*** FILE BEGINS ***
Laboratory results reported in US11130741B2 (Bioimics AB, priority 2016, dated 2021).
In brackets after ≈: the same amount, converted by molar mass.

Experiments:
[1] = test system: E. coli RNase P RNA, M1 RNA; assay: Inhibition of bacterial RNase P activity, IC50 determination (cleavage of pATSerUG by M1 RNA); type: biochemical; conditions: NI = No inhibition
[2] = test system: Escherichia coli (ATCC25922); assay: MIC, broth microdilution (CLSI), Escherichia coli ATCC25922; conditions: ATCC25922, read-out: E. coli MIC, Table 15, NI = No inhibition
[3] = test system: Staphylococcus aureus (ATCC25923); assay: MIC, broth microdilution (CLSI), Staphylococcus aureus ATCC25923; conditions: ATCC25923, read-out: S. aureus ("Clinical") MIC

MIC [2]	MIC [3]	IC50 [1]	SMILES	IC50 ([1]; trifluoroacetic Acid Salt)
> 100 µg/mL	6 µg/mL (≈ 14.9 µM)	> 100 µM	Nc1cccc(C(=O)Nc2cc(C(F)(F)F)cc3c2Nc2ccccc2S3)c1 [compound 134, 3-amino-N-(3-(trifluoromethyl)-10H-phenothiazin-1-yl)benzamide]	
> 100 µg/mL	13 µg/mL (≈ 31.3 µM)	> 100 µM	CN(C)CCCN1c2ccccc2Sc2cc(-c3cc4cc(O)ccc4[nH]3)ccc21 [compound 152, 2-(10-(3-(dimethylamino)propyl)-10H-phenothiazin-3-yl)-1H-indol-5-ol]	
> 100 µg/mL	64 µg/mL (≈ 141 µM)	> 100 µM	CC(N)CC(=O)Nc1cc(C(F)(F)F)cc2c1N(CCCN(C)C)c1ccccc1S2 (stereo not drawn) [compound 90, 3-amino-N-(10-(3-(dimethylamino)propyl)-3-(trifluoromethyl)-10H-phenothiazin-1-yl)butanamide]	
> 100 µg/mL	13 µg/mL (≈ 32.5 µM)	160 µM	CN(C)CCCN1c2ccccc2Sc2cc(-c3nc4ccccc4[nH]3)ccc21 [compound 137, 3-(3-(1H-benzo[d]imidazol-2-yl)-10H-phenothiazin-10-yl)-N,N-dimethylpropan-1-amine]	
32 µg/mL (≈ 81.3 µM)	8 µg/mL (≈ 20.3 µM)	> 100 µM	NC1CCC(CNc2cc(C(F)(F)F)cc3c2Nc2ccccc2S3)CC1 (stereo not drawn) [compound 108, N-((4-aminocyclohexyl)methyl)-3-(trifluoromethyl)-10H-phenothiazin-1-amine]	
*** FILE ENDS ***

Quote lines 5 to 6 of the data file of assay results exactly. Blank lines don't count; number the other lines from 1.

[2] = test system: Escherichia coli (ATCC25922); assay: MIC, broth microdilution (CLSI), Escherichia coli ATCC25922; conditions: ATCC25922, read-out: E. coli MIC, Table 15, NI = No inhibition
[3] = test system: Staphylococcus aureus (ATCC25923); assay: MIC, broth microdilution (CLSI), Staphylococcus aureus ATCC25923; conditions: ATCC25923, read-out: S. aureus ("Clinical") MIC